So, in the week of its 25th birthday, Channel 4 galvanises its reputation for serious drama and social conscience, with Britz, a cracking and thought-provoking two-part thriller-cum-morality tale that actually worked in two parts and benefitted from being shown across two nights. Written and directed by Peter Kosminsky (The Government Inspector, Warriors, The Project), it was the story of a British Muslim brother and sister who take diverging paths in reaction to the War On Terror: one joins MI5, the other becomes a suicide bomber. [Spoiler alert! It’s impossible to write about it otherwise.] That it is Nasima (Manjinder Virk) who straps the homemade bomb to her body, concealed beneath a false pregnant belly, is the shock. She starts out as a secular political activist and medical student, seen composing a letter in her bedroom to President Bush complaining about the treatment of detainees in Guantanamo Bay: an idealist, basically. She goes against her family’s strict wishes by going out with a black non-Muslim at college. This proves a flashpoint, when she is sent back to Pakistan in shame after telling her father – the other motivating factor is the suicide of her best friend, arrested on a jumped-up non-charge under the Terrorism Act, abused and put under a Control Order, the draconian nature of which is apparently all true (you surrender your passport, you’re restricted from seeing listed persons, electronically tagged, your case is heard at a closed hearing where your legal representative is chosen by and works for the state, the Home Secretary has the power to renew indefinitely etc.). This required a leap of faith – aptly enough – on behalf of the viewer, as handing out leaflets at a student demo, which Nas is seen doing, does not necessarily lead to a training camp in Pakistan and the decision to offer up your life to jihad. You had to suspend your disbelief a bit for the story of Sohail (Riz Ahmed), too – he’s a law student, again pretty much disinterested in religion, who joins the secret service, where his position as the token Muslim – asked to spy on his friends back in Bradford – gives him pause for doubt. His story is told first, so when it intersects with Nasima’s, you’ve no idea how she got to that point. Her story, told second, fills in the gaps.
What I liked about Britz was that it seemed to sidestep cliches. Although Kosminsky clearly isn’t a Muslim, or Pakistani, he based his script on hours of interviews with British Muslims. Certainly, the legal picture painted by the film is an accurate one, and it’s not pretty for post-September 11 Asians in Britain or anywhere. The police were depicted mostly as getting on with their job under the Terrorism Act – it’s the laws passed down by this government in the last six years that were being questioned. (Certainly, we saw a couple of ignorant, racist cops, but we also saw ignorant, racist Pakistanis, kicking the shit out of Naz’s black boyfriend. Bigotry abounded throughout, not least in terms of gender within the family.) Britz pandered to neither those who would paint all Muslims as potential suicide bombers, nor those liberals who romanticise Asian religion without looking too deeply into it. The final shot – after well over four hours of drama – was Nasima’s suicide video, in which she spoke to all non-Muslim Brits (or Britz), conferring guilt upon us for voting Tony Blair back in. Which is all very well in theory, but hey, some of us didn’t. In fact, a minority of Britons voted him back in, thanks to the first-past-the-post system. It was a powerful ending nonetheless. It wasn’t put there to excuse her act of mass-murder – far from it – but this was an intelligent, educated young woman from Bradford who’d reached a point where she wasn’t gonna take it any more.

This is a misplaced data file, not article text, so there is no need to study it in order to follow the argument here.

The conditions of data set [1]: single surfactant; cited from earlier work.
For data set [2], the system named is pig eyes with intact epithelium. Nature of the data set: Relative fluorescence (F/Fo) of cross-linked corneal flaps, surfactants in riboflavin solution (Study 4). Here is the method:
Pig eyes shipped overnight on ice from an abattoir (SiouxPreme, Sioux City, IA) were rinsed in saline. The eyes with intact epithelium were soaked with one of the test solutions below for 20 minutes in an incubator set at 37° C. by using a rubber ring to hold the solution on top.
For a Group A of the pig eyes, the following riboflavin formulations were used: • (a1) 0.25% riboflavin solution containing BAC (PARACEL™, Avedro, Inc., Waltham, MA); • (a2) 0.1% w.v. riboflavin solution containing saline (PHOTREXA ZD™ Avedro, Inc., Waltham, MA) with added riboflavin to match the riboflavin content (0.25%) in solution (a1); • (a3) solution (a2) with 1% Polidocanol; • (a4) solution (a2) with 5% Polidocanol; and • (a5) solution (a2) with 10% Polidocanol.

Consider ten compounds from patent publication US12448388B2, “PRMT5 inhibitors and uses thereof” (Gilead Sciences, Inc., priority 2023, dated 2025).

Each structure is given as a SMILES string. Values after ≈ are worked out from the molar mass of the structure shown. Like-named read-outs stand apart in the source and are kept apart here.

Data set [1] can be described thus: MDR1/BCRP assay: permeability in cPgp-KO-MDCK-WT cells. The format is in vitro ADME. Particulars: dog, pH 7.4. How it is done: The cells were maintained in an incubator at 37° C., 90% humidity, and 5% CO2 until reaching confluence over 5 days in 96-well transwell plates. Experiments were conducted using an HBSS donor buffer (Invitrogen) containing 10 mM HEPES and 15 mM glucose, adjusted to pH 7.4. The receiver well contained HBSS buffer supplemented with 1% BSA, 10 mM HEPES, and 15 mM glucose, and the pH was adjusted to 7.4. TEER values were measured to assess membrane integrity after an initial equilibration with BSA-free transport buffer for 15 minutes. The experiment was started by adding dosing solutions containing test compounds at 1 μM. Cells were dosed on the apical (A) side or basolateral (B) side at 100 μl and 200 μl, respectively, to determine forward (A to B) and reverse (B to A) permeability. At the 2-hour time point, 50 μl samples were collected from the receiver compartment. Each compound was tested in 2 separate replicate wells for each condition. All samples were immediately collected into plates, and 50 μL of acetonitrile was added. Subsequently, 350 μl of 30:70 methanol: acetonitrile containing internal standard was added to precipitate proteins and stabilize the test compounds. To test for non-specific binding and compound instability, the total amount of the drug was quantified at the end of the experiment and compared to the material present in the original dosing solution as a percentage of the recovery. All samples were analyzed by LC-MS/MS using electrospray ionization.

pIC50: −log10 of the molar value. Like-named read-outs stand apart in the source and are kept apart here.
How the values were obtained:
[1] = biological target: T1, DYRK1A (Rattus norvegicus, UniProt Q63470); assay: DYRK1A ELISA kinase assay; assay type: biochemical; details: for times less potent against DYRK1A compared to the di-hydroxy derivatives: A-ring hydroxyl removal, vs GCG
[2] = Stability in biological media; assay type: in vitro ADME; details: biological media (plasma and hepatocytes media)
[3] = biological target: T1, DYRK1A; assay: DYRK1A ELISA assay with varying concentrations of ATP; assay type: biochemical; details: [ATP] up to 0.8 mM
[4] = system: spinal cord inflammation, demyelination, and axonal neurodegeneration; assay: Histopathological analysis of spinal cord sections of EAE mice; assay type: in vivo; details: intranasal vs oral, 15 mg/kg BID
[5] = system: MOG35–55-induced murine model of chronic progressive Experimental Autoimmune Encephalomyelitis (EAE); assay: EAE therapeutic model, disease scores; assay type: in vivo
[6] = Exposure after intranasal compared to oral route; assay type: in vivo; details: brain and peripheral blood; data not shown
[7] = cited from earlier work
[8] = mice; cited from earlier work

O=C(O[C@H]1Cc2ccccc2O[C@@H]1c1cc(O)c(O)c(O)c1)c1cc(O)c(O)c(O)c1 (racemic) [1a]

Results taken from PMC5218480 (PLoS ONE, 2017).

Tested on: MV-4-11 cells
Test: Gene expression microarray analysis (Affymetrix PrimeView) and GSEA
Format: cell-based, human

The thriller elements occasionally sat uncomfortably with the unfolding family drama, but I guess you have to keep bums on seats, and this was certainly a far more challenging two-parter than an episode of Spooks, which some of it resembled, except with a lot more paperwork. (I love Spooks, but it’s so left-wing, anti-government and anti-American, it’s possible to second-guess sometimes. Anyway, it’s a pure thriller, and the political issues it touches on are ultimately there to serve the suspense.) Reading the Channel 4 forums after the show, there was a general consensus, from Muslim and non-Muslims, that it was a good drama with useful things to say about two burning issues: how to deal with a multi-racial, multi-faith society and have we turned into a police state? One or two doubters had their say, but in CAPITAL LETTERS, which always undermines your argument, and quite a few questioned the veracity of the MI5 scenes, such as the use of a mobile phone by a visitor inside the lobby of Thames House, which isn’t permitted. (Having just seen Elizabeth: The Golden Age at the pictures, I can live with a couple of factual inaccuracies like that!)
* Sorry, I stole this headline from Shazia Mizra, the Muslim stand-up. It struck me as apt in the circumstances, but I don’t wish to make light of the subject.